Winnipeg’s Barbecue Invasion: Sticky Fingers and Southern Smoke
Woody's BBQ serves up southern-style fare including baby back ribs, mac n' cheese and cornbread. Add extra barbecue sauce, either sweet or spicy, at the table.
Winnipeg has gone nutty for pork and beans, slow-roasted pulled pork and heaps of baby back ribs. Fried corn on the cob, mesquite chicken, beef brisket and slaw are just our style too.
We are in the midst of a Southern-style barbecue invasion.
In the past six months, three new barbecue joints have joined the ranks among the city's sticky-fingers set. The newcomers join Lovey's BBQ and Muddy Waters at The Forks, who have been on the scene for years.
Famous Dave's Legendary Pit Bar B-Que kicked off this year's invasion, opening in June off Lagimodiere Boulevard at 3 Reenders Drive (204-504-7200). The U.S.-based restaurant giant has more than 180 restaurants across the States. Winnipeg's new location is the first franchise in Canada.
The following month, Danny's Whole Hog BBQ opened at 1747 Ellice Avenue, the former home of Hu's Asian Bistro. Danny's signature pulled pork sandwiches are served out of a food truck at the St. Norbert Farmers' Market and now the company has expanded to full-service dining featuring all sorts of low and slow-cooked meats from baron of beef to bison.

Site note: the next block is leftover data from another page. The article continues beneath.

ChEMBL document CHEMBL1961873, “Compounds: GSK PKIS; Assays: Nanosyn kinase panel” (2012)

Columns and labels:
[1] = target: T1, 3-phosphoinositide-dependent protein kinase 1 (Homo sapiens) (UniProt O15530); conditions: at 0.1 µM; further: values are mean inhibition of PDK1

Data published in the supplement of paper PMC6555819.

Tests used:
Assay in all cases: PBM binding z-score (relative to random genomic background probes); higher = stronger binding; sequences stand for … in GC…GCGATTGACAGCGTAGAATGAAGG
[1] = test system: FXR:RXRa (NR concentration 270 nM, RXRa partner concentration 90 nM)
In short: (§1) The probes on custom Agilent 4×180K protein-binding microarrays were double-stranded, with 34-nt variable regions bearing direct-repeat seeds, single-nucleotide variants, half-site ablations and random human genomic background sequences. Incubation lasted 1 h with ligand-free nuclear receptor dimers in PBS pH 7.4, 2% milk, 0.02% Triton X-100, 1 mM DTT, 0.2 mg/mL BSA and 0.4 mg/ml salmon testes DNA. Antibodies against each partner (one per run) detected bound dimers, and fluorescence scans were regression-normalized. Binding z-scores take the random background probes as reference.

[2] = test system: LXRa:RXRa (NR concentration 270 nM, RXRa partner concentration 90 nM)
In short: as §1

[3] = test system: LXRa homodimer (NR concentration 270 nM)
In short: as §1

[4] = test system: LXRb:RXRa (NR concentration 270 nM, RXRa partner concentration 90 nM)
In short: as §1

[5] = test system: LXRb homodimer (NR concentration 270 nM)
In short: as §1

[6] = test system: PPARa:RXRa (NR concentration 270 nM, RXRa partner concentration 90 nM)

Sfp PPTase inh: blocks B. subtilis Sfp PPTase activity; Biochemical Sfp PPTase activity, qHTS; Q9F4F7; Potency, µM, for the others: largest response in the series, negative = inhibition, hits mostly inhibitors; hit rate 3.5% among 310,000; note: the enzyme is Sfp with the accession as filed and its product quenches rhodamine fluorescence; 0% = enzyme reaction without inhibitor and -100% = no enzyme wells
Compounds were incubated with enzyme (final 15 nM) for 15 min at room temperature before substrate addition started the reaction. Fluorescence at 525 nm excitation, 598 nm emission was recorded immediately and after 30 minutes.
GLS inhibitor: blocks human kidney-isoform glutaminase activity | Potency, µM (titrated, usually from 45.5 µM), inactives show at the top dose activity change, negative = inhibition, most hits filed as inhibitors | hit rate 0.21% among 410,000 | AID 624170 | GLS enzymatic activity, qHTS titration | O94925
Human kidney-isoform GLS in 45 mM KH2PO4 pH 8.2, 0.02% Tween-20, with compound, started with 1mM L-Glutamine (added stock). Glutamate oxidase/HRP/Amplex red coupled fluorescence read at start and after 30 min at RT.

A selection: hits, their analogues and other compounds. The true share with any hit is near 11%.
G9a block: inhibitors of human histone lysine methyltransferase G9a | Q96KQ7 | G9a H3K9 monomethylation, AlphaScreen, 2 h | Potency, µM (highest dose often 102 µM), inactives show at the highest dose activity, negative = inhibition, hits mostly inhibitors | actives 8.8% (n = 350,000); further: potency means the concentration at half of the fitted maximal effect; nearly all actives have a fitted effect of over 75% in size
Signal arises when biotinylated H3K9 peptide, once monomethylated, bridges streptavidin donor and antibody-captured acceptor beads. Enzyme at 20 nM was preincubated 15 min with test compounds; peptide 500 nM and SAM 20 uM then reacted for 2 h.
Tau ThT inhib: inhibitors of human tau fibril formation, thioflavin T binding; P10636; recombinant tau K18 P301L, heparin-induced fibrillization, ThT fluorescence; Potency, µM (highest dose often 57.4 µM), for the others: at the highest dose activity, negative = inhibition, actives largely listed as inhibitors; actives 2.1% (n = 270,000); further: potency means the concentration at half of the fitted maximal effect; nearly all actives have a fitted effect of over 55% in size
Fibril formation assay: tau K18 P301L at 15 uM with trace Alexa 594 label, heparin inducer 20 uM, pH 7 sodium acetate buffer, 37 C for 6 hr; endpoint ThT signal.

In the middle of all that Canada's barbecue king Ted Reader stopped in Winnipeg on a cross-Canada tour promoting Schneider Meats and his new cookbook Beerlicious: The Art of Grillin' & Chilin' McClelland & Stewart, 2012, $29.99). The Toronto-based celebuchef and cookbook author has more than 100 barbecues and smokers in his backyard and is on the frontline of the home-barbecue revolution.
With outdoor barbecue season coming to an end, we've got another Southern-style BBQ joint in the mix. The newest in the bunch is Woody's Bar-B-Q, which opened in mid-September on the corner of Grant Avenue and Pembina Highway (675 Weatherdon Avenue, 204-416-7427) and has been doing a bustling business from opening day.
Inside this franchise restaurant, you'll eat off plastic picnic table cloths, each loaded with a selection of mustard and barbecue sauces. Food is served on hard plastic plates reminiscent of camping tableware.
The deep-fried pickles were the best in Winnipeg I've found yet. A light, slightly spicy coating covered crispy and piping hot, dill-pickle fingers.
The signature Sloppy Woody was, as promised, piled high with tender pulled pork slathered in a sweet, smoky barbecue sauce on a slightly toasted bun. A side of deep-fried corn with garlic butter was a little too deep fried and tasted more like grease than corn, or garlic, for that matter. Prices are reasonable and portion sizes aren't enormous.